International Commercial Arbitration
In recent decades, international arbitration has become the preferred means of resolving international commercial disputes all over the world. International arbitration is preferred over litigation in the national courts because it offers certainty for commercial parties and allows parties greater autonomy to manage the risks involved in cross-border transactions. An arbitral award is capable of enforcement in 168 countries under the 1958 United Nations Convention on the Recognition and Enforcement of Foreign Arbitral Awards (the “New York Convention”).
Studies have shown that ratification of or accession to the New York Convention is associated with positive economic impacts, such as increased trade flows, and net foreign direct investment (FDI) inflows.
With assistance from ADB's Law and Policy Reform Program, and in collaboration with the United Nations Commission on International Trade Law (UNCITRAL), Papua New Guinea, Palau, and Tonga acceded to the New York Convention on 17 July 2019, 31 March 2020, and 12 June 2020, respectively.
ADB also assisted developing countries in upgrading their domestic legislation to align with international best practices. Fiji's International Arbitration Act 2017, Tonga's International Arbitration Act 2020, and Palau's International Commercial Arbitration Act 2021 are all based on the 1985 UNCITRAL Model Law, with amendments as adopted in 2006. The Papua New Guinea Arbitration Bill—still in progress—is likewise based on the UNCITRAL Model Law.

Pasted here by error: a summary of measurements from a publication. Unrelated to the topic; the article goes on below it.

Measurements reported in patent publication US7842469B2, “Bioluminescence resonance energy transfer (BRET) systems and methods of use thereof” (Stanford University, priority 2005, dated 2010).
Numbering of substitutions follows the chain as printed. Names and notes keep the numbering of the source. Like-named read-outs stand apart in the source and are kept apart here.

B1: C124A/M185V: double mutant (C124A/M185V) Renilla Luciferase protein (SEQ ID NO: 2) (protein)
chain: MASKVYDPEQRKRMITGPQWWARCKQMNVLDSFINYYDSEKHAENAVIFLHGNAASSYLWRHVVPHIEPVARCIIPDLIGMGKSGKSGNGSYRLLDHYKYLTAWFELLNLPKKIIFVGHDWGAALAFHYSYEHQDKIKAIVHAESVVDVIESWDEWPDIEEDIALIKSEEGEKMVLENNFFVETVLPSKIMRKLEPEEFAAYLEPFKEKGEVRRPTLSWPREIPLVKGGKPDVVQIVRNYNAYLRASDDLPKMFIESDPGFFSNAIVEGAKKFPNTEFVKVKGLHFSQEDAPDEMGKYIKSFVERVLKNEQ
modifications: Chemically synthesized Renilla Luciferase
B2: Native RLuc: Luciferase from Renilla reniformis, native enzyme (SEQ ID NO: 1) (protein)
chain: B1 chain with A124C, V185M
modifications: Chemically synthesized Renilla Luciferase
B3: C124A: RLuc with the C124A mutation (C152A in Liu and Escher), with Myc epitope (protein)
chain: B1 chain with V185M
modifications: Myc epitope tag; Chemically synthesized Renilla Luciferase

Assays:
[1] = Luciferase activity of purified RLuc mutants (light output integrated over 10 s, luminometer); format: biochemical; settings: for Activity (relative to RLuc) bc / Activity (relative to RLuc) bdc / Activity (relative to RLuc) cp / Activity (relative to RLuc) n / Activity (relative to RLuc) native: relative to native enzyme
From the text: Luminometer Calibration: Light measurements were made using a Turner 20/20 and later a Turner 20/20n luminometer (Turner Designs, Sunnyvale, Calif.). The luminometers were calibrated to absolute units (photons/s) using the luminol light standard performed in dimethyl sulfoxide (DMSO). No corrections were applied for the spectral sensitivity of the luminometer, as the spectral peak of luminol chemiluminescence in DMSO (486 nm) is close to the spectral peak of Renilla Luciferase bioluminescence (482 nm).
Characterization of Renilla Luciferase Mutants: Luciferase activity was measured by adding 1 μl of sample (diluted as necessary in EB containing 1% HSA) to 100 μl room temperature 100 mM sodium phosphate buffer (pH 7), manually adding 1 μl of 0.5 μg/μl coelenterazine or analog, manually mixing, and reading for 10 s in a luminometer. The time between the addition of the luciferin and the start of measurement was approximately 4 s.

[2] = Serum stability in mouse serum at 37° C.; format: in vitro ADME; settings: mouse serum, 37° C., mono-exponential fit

On 2 February 2021, the National Parliament of Timor-Leste approved accession to the New York Convention. Deposit of the instrument of accession is anticipated to happen in due course. The implementing legislation, Law No. 6/2021 of 31 March 2021 (Voluntary Arbitration Law), has also been approved by the National Parliament and is applicable to all arbitration proceedings launched from 1 April 2021.
ADB South Pacific International Arbitration Conferences
The South Pacific region now has the best and most progressive international arbitration legal framework in the world. This development sends a powerful signal to potential trading partners and investors that the South Pacific is "open for business." For instance, Palau's accession to the New York Convention and the promulgation of its International Commercial Arbitration Act 2021 provided considerable comfort to American and Philippine private partners in developing and financing the Palau Solar PV and Battery Energy Storage System (BESS) IPP Project, a $25 Million project that will supply affordable electricity supply and help build climate and disaster resilience through the provision of state of the art design and technology.
ADB's commitment to strengthen the capacity of judges and legal professionals continues despite the COVID-19 pandemic. Using various online platforms, the Law and Policy Reform Program has convened conferences, webinars, and other capacity building events on international arbitration—connecting the South Pacific community to the world's best arbitration experts.